Bill Kissane. The Politics of the Irish Civil War. Oxford: Oxford University Press, 2005. xii + 264 pp. $85.00 (cloth), ISBN 978-0-19-927355-3.
Reviewed by Patrick E. Maume (Independent Scholar)
Published on H-Albion (September, 2006)
Fighting for Democracy?
Over eighty years later, the Irish Civil War of 1922-23 continues to provoke debate, as seen in discussions of the films Michael Collins (1996), directed by Neil Jordan, and The Wind that Shakes the Barley (2006), directed by Ken Loach. These films reflect rival views of the conflict--for supporters of the Treaty, the Civil War represents the defense of electoral democracy against irresponsible militarists, while critics see it as a neo-colonialist coup supported by gombeenmen. This division is found to some extent even in academic work, with Tom Garvin hailing the Treatyite victory as "the birth of Irish democracy," while John Regan describes it as "the Irish counter-revolution."
In his earlier work, Bill Kissane has criticized the "defense of democracy" view by arguing that Irish commitment to democracy long pre-dates the Civil War. Here he attempts to move the Civil War debate on from what he sees as excessive emphasis on personalities, and to advance a conceptualization of the problem by providing a comparison between the Civil War and similar conflicts elsewhere; an account of how the conflict came about and how it progressed in terms of what the actors thought they were doing (when they articulated their assumptions); and a discussion of the long-term resolution of the Pro-Treatyite and Anti-Treatyite approaches. The author categorizes these approaches respectively as "protective democracy"--a Victorian-style minimal state confined to the protection of property rights--and "constitutional republicanism," which defines self-determination in terms of a particular definition of nationality rather than temporary majorities. Kissane draws on a remarkably wide range of primary and secondary sources, providing many important insights in his account of the Civil War. His reinstatement of "civil society" groups as political actors and his discussion of their attempts at peace initiatives (opposed as strenuously by the Treatyites, often seen as defenders of "civil society," as by the anti-Treatyites) deserves particular praise.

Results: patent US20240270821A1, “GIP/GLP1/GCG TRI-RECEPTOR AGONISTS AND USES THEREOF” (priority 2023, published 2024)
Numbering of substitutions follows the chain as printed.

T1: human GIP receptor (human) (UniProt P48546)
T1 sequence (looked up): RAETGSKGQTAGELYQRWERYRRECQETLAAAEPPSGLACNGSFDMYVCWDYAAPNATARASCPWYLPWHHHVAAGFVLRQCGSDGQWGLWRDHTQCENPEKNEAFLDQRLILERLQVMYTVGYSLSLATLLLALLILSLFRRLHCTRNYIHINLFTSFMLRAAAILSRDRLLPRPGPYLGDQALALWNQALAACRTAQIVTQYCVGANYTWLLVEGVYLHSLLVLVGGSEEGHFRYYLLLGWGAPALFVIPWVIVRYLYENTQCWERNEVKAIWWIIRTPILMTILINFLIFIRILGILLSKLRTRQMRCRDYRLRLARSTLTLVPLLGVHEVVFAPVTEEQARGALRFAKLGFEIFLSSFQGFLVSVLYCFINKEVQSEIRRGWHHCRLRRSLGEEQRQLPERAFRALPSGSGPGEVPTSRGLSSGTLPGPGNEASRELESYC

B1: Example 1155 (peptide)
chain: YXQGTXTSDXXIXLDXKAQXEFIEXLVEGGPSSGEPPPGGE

Nonetheless, this study has significant limitations. Kissane's attempt to provide a historiographical summary often produces lists of authorities, where a pithy summary would suffice. Some comparisons are too narrowly drawn; for example, by insisting that only divisions leading to immediate civil war are relevant, Kissane states that Afrikaner divisions over the 1902 Treaty of Vereeniging and the dispute over the Altalena incident during the Israeli war of independence are not comparable to the Irish case, although the longer-term political divide between the Botha-Smuts tradition and the Nationalist Party, and between Labour and Likud are clearly reminiscent of Irish "civil war politics"; indeed, these were comparisons made by Irish republicans at the time.
Oddly, considering Kissane's view about the depth of Irish democratic traditions, the Gaelic Revival is emphasized to the near-exclusion of older forms of nationalist identity formation, such as the 1840s Young Ireland movement. (Rural IRA men interviewed by Peter Hart--frequently quoted by Kissane--showed little awareness of the Revival, but frequently mentioned Young Ireland literature.) The cohesion of nineteenth-century Irish nationalism is greatly overstated, with the Parnell Split of the 1890s treated as exceptional. This confuses the ability of local communities to dominate and silence opposition with the ability of nationalist leaders to hold together a coherent and disciplined national movement. The central discipline imposed by Charles Stewart Parnell in the 1880s was exceptional, and the Parnell Split resembled the Civil War in that nationalists experienced it as a humiliating regression to a state of affairs thought to have been overcome. The later history of the Irish Party was dominated less by the prospect of being displaced by separatists than by fear of political disintegration and a return to localist, patronage-based factionalism. Kissane's view of Free Staters as successors to the Home Rulers may go deeper than he thinks. Perhaps, indeed, the Civil War has other precedents; if Kissane's implicitly partitionist terms of reference are discarded, the late-nineteenth- and early-twentieth-century struggle between Unionists and nationalists might be seen as the first Irish Civil War, more influential than its successor because the losers were excluded completely from the nation's self-representation.